21 years since the NATO bombing
The sirens were heard for 78 days and the total number of casualties was never determined. An estimated 1,200 to 2,500 people were killed in the 11 weeks, with total material damage estimated at tens of billions of dollars.
The attack on Serbia, or the FRY, was carried out without UN Security Council approval, which was a precedent.
The order was then issued by NATO Secretary General Javier Solana to the then commander of the Allied Forces, US General Wesley Clark.
Clark later wrote in the book "Modern Warfare" that the planning of NATO's air operation against the FRY "was well underway in mid-June 1998" and was completed by the end of August that year.
Unitena kua u aku. 5. april, 1999. Foto: EPA PHOTO/DMITRI KHRUPOV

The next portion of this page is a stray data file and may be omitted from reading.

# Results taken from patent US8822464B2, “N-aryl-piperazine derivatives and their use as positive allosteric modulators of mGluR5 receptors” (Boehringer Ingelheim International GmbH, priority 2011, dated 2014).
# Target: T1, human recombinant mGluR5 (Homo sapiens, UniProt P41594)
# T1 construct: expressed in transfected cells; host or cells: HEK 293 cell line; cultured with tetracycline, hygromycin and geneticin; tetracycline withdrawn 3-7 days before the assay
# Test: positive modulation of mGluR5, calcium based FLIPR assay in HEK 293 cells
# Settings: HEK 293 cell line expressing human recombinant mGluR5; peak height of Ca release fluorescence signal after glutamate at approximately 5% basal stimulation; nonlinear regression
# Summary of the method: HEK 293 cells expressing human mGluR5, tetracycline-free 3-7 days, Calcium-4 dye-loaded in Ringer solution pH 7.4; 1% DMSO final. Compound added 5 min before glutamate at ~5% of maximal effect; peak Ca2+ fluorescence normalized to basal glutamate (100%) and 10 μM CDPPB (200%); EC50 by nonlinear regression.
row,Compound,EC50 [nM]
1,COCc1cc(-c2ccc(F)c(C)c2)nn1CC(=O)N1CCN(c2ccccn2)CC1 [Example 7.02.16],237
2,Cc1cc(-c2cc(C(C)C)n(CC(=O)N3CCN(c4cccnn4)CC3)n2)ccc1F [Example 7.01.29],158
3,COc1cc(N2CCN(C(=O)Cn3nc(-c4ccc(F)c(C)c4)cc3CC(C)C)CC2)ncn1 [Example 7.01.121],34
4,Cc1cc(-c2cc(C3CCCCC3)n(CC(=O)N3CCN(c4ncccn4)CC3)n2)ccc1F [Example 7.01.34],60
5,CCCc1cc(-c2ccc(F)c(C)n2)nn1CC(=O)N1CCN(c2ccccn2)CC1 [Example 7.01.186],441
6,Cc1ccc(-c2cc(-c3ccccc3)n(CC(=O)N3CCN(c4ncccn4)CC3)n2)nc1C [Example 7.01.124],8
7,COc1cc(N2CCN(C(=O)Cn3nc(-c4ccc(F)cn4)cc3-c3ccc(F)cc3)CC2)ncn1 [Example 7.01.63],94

After the Serbian Parliament confirmed that it did not accept the decision on foreign troops in its territory and suggested that United Nations forces monitor the peace settlement of the conflict in Kosovo, NATO launched air strikes with cruise missiles and aviation at several places on March 24, 1999 at 19.45 in Serbia and Montenegro.
Nineteen Alliance countries have launched bombing operations from ships in the Adriatic, and from four air bases in Italy.
First, the air defense and other objects of the Yugoslav Army were targeted, in Pristina, Batajnica, Rakovica (Strazevica), Mladenovac and elsewhere.
According to the Serbian government, at least 2,500 people were killed in the bombing, out of which 89 were children (according to some sources, the total number of deaths was almost 4,000), and more than 12,500 people were wounded and injured.
Recently released official data from the Serbian Ministry of Defense register about 1,008 killed soldiers and police officers.
Total material damage was...